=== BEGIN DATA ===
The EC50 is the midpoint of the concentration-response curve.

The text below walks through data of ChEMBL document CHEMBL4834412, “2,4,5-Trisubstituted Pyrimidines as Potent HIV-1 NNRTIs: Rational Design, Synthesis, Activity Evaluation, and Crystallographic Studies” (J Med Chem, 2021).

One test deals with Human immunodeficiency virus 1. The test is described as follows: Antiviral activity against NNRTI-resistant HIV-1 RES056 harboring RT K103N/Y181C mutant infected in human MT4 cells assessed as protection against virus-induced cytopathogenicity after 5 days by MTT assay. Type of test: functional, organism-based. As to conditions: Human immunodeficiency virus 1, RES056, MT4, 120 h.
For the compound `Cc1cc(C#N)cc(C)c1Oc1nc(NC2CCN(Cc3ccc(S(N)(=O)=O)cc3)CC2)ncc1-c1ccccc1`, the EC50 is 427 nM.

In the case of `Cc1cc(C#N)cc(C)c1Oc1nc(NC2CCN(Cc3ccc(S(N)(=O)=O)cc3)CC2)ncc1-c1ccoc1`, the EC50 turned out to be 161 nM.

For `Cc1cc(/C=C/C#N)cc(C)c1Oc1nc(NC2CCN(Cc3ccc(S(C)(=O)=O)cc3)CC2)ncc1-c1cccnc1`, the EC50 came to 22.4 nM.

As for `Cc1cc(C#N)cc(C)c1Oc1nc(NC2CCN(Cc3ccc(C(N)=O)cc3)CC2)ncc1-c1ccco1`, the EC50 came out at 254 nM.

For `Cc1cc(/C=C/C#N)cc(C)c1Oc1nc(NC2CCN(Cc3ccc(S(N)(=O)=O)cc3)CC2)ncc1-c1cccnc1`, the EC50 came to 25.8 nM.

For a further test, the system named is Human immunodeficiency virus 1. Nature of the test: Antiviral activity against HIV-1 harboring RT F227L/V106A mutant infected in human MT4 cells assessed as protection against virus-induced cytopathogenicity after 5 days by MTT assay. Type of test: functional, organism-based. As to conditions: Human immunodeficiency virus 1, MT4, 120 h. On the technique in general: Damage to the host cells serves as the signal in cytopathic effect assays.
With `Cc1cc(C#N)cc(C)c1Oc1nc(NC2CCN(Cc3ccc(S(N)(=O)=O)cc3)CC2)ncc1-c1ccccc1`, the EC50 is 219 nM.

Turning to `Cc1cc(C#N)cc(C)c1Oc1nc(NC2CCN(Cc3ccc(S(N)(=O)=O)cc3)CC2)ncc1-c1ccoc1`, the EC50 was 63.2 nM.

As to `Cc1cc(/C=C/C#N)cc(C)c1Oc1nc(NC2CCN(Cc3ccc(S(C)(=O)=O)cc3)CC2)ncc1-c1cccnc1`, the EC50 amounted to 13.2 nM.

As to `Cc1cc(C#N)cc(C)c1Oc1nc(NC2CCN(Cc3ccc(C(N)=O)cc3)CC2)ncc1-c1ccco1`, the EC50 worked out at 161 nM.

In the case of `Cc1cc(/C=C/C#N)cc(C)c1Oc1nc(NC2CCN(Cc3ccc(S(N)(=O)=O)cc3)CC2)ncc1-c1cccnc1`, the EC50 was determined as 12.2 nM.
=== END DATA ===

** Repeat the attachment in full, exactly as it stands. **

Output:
The EC50 is the midpoint of the concentration-response curve.

The text below walks through data of ChEMBL document CHEMBL4834412, “2,4,5-Trisubstituted Pyrimidines as Potent HIV-1 NNRTIs: Rational Design, Synthesis, Activity Evaluation, and Crystallographic Studies” (J Med Chem, 2021).

One test deals with Human immunodeficiency virus 1. The test is described as follows: Antiviral activity against NNRTI-resistant HIV-1 RES056 harboring RT K103N/Y181C mutant infected in human MT4 cells assessed as protection against virus-induced cytopathogenicity after 5 days by MTT assay. Type of test: functional, organism-based. As to conditions: Human immunodeficiency virus 1, RES056, MT4, 120 h.
For the compound `Cc1cc(C#N)cc(C)c1Oc1nc(NC2CCN(Cc3ccc(S(N)(=O)=O)cc3)CC2)ncc1-c1ccccc1`, the EC50 is 427 nM.

In the case of `Cc1cc(C#N)cc(C)c1Oc1nc(NC2CCN(Cc3ccc(S(N)(=O)=O)cc3)CC2)ncc1-c1ccoc1`, the EC50 turned out to be 161 nM.

For `Cc1cc(/C=C/C#N)cc(C)c1Oc1nc(NC2CCN(Cc3ccc(S(C)(=O)=O)cc3)CC2)ncc1-c1cccnc1`, the EC50 came to 22.4 nM.

As for `Cc1cc(C#N)cc(C)c1Oc1nc(NC2CCN(Cc3ccc(C(N)=O)cc3)CC2)ncc1-c1ccco1`, the EC50 came out at 254 nM.

For `Cc1cc(/C=C/C#N)cc(C)c1Oc1nc(NC2CCN(Cc3ccc(S(N)(=O)=O)cc3)CC2)ncc1-c1cccnc1`, the EC50 came to 25.8 nM.

For a further test, the system named is Human immunodeficiency virus 1. Nature of the test: Antiviral activity against HIV-1 harboring RT F227L/V106A mutant infected in human MT4 cells assessed as protection against virus-induced cytopathogenicity after 5 days by MTT assay. Type of test: functional, organism-based. As to conditions: Human immunodeficiency virus 1, MT4, 120 h. On the technique in general: Damage to the host cells serves as the signal in cytopathic effect assays.
With `Cc1cc(C#N)cc(C)c1Oc1nc(NC2CCN(Cc3ccc(S(N)(=O)=O)cc3)CC2)ncc1-c1ccccc1`, the EC50 is 219 nM.

Turning to `Cc1cc(C#N)cc(C)c1Oc1nc(NC2CCN(Cc3ccc(S(N)(=O)=O)cc3)CC2)ncc1-c1ccoc1`, the EC50 was 63.2 nM.

As to `Cc1cc(/C=C/C#N)cc(C)c1Oc1nc(NC2CCN(Cc3ccc(S(C)(=O)=O)cc3)CC2)ncc1-c1cccnc1`, the EC50 amounted to 13.2 nM.

As to `Cc1cc(C#N)cc(C)c1Oc1nc(NC2CCN(Cc3ccc(C(N)=O)cc3)CC2)ncc1-c1ccco1`, the EC50 worked out at 161 nM.

In the case of `Cc1cc(/C=C/C#N)cc(C)c1Oc1nc(NC2CCN(Cc3ccc(S(N)(=O)=O)cc3)CC2)ncc1-c1cccnc1`, the EC50 was determined as 12.2 nM.